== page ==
When you are retired, time doesn’t mean quite the same thing anymore. The day clock will tell you what day of the week it is (they all blend together), and it will give you a vague sense of what time it might be (which, let’s be honest here, is all you really need). What it won’t tell you is what the exact time is (let the working stiffs worry about that).
Dr. Seuss isn’t just for kids, you know. He wrote books for people of all ages, even the ones who are at retirement age. This hilarious and insightful gift will be a pleasant surprise for any loved one entering their golden years who loves to laugh and remembers being young.
Once you’ve got a few (hundred thousand) miles on your bones, low-impact exercise is the way to go. A swim routine is the best tonic for those aching, sagging muscles. But old people tend to get lost easily, so you probably don’t want to drop them at the lake and let them swim off. Better to find a nice pool with a little bit of supervision.
If you know someone retiring with 30 or more years of service to the federal government, civilian or military, perhaps a letter from a President of the United States is in order. Have their favorite leader commemorate their retirement with this one of a kind gift.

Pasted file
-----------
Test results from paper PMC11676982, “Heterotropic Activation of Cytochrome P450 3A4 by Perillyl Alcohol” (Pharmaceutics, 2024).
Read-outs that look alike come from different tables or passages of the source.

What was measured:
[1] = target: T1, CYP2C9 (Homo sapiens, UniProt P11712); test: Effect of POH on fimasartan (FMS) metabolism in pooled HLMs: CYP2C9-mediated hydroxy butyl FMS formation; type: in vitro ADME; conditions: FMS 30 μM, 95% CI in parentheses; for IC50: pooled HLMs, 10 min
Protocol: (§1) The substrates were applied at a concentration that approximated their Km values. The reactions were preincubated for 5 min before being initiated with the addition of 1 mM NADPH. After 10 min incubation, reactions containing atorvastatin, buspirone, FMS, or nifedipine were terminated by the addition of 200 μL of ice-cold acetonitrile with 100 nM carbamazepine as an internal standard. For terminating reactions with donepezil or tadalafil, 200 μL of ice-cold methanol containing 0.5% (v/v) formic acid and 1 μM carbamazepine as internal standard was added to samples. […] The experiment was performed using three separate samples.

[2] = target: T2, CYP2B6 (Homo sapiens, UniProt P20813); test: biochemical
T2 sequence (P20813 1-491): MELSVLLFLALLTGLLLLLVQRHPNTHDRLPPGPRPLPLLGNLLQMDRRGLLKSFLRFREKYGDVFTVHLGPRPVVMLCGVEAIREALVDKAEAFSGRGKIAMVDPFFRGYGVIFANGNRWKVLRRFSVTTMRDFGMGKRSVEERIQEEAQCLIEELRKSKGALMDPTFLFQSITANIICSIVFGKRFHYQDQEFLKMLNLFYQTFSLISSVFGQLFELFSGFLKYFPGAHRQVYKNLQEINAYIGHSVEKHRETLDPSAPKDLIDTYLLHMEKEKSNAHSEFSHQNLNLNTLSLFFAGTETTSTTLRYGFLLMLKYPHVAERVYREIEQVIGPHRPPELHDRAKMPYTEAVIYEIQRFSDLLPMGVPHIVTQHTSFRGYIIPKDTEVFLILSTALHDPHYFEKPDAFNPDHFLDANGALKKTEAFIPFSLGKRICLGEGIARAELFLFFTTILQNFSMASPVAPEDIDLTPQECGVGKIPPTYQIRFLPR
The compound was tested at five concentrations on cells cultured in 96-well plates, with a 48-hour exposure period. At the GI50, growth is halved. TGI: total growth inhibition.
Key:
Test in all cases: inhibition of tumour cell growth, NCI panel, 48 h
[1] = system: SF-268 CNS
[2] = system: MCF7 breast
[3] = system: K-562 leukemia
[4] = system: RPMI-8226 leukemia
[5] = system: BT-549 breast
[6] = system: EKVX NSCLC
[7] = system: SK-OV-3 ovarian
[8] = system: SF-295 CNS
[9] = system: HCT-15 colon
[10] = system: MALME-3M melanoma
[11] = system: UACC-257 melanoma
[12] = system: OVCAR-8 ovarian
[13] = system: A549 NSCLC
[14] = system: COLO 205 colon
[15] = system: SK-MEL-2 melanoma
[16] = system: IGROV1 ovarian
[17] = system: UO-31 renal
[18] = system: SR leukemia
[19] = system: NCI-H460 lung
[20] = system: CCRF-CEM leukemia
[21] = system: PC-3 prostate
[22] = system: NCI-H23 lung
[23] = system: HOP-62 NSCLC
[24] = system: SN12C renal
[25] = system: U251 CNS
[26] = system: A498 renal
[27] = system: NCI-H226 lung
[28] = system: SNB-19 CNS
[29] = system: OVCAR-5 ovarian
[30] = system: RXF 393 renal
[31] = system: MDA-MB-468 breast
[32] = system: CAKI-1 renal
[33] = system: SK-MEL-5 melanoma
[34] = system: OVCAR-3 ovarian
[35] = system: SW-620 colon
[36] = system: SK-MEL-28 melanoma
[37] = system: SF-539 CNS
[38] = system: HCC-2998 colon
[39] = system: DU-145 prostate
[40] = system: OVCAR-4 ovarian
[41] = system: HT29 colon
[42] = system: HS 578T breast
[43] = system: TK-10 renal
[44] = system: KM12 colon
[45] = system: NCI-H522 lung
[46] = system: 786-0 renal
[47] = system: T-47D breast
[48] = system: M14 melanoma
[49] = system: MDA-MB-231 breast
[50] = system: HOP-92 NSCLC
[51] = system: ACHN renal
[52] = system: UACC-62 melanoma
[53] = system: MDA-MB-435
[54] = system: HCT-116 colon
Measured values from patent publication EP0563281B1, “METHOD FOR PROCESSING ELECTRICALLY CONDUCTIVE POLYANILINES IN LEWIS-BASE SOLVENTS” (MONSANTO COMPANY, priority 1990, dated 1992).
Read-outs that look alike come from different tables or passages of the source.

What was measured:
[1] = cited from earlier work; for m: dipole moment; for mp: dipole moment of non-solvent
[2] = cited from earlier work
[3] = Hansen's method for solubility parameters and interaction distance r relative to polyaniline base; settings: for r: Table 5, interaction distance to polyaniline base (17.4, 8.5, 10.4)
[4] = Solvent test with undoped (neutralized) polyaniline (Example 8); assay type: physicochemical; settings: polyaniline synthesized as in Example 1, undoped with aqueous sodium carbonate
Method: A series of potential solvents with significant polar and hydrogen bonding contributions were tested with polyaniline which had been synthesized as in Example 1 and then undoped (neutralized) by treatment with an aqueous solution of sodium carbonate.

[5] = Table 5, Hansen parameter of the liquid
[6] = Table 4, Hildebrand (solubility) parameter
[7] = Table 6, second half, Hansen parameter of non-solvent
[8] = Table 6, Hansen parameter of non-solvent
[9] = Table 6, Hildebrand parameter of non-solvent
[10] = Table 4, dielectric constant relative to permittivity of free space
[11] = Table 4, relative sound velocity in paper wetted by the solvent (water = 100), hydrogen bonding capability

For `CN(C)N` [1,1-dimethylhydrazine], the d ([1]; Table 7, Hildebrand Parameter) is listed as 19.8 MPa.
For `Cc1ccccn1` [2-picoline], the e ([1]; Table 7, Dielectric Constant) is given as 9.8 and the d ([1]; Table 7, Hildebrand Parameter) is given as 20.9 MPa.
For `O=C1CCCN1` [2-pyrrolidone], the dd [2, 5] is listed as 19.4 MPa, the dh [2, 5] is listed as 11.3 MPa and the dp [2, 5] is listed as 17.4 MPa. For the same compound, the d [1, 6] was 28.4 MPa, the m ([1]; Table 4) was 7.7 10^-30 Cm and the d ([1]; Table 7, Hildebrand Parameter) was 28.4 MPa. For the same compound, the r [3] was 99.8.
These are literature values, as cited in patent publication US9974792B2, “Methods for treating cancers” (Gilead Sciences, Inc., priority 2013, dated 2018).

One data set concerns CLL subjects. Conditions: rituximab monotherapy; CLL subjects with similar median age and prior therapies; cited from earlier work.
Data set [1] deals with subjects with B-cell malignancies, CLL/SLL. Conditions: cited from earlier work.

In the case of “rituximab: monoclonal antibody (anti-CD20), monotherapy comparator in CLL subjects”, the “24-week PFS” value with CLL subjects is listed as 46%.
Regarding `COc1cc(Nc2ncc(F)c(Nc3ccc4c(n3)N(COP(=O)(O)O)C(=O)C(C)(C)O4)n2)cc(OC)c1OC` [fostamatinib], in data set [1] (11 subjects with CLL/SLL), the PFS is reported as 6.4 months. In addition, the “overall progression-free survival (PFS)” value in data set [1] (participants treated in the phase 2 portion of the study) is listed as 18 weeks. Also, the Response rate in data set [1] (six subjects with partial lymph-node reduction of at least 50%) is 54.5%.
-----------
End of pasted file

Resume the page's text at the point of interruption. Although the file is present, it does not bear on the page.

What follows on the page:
Make them feel better about their slow slide into dementia with this compilation of some of the funniest mental lapses in history. They might not remember to thank you for this gift, but they will at least laugh out loud. If they can remember where they put it.
Some people just can’t sit still. That makes retirement a little dicey, and can lead to some bad decisions. Keep them occupied with a new skill to learn every month, curated by people who know how to keep the old folks out of trouble. Kind of like remote babysitters.
Despite its name, this is not a field guide to the best edible roadkill, but a legitimate book about things you’ll want to eat in different places across this wide and beautiful land. Packed full of hidden gems and insider tips, this book is sure to keep them full and satisfied no matter which direction they strike off.
The beginning of retirement is like a starter pistol that tells you to booze it up. There’s really no reason to be sober anymore. The problem is that kind of drinking gets expensive. Time to become the first-world old folks version of the subsistence farmer: the artisan drinker.
This is the old people version of buying them their own pool cue. Like every game of chance, bingo is ruled by the secret and unfathomable rubric of superstition. Using a borrowed dauber is like spitting in the face of the lottery gods. Not a good idea.